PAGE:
pkgme backends

pkgme backends provide the project specific information that is needed to generate the packaging. They examine the project in question and provide the information to the best of their ability.

Each backend deals with a particular language, or project type, for instance their could be backends for Vala, Ruby on Rails, Python Django, C with autotools, GNOME, KDE, CMake, etc.

How they work

pkgme itself is agnostic about the type of project that it is working on, but knows how to put information about a project in to the packaging files such that result should work, assuming that the information provided is good enough.

Every time it needs a bit of information about the project, such as its name, or the dependencies it requires, it asks the backend that is the best match for the project.

In this manner, the backends, and so you as a backend author, don’t need to know much about packaging, and pkgme doesn’t need to know about every different sort of project that there is.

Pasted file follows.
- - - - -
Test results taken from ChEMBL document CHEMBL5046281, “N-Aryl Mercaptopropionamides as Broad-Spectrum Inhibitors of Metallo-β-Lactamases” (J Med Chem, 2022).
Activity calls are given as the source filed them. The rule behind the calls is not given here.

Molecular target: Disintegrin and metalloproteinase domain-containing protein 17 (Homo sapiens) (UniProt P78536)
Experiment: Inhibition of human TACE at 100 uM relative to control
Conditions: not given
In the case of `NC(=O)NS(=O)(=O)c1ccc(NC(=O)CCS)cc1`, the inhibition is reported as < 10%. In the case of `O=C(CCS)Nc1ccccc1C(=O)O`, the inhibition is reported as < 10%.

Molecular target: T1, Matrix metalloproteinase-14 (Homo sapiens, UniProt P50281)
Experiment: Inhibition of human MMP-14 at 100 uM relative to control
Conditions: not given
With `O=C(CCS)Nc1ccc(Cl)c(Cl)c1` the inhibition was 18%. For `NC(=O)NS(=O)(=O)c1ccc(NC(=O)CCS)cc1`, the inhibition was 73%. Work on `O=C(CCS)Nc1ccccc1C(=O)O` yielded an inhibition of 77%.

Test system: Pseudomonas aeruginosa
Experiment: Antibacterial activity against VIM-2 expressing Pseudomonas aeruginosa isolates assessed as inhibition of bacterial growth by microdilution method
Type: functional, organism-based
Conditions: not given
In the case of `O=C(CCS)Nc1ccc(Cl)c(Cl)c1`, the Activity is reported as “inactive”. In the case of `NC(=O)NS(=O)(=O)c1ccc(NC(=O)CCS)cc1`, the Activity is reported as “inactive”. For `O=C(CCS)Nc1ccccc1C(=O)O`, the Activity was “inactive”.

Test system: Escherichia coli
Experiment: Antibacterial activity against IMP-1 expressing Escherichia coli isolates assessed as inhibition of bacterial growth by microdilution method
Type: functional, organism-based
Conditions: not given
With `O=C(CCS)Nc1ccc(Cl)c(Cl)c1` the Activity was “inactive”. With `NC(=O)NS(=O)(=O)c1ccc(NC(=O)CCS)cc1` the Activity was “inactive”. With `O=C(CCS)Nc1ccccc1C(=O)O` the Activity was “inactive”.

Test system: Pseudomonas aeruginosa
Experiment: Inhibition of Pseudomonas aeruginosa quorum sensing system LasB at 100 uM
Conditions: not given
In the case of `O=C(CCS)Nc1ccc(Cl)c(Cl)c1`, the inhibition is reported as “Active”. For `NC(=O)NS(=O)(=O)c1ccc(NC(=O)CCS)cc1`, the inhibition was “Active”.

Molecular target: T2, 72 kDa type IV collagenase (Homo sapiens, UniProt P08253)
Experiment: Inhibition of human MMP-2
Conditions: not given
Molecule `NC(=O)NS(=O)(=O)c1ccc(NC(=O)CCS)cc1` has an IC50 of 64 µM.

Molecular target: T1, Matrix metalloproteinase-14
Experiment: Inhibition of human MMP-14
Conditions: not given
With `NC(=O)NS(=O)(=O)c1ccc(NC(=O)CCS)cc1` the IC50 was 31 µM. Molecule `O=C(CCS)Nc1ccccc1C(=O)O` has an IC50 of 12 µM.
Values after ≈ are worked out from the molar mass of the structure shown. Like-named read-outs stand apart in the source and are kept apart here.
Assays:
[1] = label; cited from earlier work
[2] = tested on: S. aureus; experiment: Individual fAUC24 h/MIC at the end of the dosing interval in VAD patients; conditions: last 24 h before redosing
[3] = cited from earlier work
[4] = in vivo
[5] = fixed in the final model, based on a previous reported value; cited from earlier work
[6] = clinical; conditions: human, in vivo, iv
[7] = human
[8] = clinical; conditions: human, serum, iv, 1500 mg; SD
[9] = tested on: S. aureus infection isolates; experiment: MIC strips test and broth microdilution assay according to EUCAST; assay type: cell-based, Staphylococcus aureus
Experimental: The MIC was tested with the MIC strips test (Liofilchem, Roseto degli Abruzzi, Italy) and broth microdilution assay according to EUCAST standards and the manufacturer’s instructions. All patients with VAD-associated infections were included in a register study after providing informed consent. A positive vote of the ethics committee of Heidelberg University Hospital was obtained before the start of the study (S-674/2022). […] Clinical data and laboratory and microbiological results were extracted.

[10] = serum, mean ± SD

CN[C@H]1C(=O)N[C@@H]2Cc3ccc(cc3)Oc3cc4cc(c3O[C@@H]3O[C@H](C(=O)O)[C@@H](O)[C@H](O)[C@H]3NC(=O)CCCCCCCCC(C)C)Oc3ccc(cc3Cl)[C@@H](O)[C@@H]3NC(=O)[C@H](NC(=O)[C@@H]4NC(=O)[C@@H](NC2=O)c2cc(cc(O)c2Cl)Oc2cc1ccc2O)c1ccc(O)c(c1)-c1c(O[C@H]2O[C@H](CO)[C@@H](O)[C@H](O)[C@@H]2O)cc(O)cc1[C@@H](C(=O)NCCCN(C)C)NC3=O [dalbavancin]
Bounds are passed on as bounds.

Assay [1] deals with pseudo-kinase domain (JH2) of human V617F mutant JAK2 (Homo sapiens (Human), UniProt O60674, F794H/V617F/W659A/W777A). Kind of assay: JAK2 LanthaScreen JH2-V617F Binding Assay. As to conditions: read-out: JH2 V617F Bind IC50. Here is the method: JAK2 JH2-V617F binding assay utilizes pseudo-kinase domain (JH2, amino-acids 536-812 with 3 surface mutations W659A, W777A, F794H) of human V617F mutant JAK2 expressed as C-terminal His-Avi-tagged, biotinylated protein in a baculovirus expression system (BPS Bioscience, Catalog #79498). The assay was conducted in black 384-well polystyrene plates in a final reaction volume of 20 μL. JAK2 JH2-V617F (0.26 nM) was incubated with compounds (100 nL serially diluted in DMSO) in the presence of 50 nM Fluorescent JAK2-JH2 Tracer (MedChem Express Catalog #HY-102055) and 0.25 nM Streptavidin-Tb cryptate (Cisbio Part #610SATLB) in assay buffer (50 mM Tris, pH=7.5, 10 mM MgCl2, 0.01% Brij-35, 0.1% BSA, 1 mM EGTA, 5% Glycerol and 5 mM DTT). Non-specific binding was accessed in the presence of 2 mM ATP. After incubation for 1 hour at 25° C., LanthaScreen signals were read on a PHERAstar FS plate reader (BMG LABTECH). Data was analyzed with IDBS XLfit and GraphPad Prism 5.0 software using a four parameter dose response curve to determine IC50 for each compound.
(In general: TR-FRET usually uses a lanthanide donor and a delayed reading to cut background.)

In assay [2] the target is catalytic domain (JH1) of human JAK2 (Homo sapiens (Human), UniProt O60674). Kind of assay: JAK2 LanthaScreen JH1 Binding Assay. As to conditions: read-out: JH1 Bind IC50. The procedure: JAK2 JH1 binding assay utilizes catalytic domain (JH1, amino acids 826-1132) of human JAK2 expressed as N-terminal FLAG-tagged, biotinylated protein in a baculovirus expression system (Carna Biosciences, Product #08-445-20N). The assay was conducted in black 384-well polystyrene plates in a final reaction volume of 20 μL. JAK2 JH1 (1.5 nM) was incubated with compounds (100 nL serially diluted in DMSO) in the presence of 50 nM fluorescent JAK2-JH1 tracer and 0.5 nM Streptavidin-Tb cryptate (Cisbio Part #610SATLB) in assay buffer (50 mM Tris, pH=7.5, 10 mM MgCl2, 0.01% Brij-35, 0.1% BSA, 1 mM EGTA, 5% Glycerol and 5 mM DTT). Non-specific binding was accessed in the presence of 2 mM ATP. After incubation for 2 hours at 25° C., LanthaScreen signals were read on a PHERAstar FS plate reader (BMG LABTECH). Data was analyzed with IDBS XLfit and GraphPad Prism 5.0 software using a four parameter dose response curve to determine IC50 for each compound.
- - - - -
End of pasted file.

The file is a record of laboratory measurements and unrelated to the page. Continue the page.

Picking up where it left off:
Selecting a backend

When pkgme is asked to create the packaging for a project, it firsts selects the backend that is most suited to the task. To do this it asks each backend to report a score of how well it thinks that it can handle that project.

A Ruby on Rails backend would presumably not be able to handle a Python project very well, so if asked to report a score for a Python project it should return “0”.

However, if it is asked about a Ruby on Rails project then it should report a higher number, the question is just how high. Consider the fact that there may be a generic Ruby backend, which would presumably be able to give some useful information about this project. However, the Ruby backend shouldn’t have to detect that this is a Rails project, and know that there is a Rails backend, and so answer “0”, as that would be very brittle. In addition, there may be a backend that is specifically for Ruby on Rails, using particular conventions and addons, which would want to out-score the generic Rails backend when appropriate.